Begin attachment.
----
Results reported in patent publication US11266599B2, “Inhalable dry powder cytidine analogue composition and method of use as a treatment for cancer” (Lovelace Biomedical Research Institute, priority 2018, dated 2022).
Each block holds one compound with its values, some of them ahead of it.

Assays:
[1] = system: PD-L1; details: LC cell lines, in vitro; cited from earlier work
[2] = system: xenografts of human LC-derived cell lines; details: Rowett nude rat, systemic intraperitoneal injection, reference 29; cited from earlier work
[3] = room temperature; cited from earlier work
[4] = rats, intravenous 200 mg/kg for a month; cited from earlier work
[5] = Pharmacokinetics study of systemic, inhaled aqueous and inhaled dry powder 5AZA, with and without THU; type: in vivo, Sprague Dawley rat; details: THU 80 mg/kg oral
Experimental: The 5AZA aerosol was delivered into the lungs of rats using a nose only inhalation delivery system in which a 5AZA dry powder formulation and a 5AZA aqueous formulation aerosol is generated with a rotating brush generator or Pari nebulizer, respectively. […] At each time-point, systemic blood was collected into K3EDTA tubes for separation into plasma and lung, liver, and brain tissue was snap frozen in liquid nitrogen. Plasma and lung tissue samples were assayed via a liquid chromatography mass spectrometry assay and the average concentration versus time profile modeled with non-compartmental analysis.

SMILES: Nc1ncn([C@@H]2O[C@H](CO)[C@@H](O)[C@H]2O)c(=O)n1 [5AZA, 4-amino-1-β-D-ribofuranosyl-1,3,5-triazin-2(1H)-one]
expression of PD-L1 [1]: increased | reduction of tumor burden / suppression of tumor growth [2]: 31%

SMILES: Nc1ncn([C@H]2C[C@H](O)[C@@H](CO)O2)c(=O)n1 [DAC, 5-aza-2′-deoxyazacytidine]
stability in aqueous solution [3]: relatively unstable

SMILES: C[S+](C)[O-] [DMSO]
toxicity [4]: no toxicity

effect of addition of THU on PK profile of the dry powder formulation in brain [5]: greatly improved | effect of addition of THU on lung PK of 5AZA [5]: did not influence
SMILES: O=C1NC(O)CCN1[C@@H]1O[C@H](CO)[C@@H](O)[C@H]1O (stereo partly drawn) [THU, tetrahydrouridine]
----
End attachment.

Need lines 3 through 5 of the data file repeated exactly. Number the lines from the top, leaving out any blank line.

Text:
Assays:
[1] = system: PD-L1; details: LC cell lines, in vitro; cited from earlier work
[2] = system: xenografts of human LC-derived cell lines; details: Rowett nude rat, systemic intraperitoneal injection, reference 29; cited from earlier work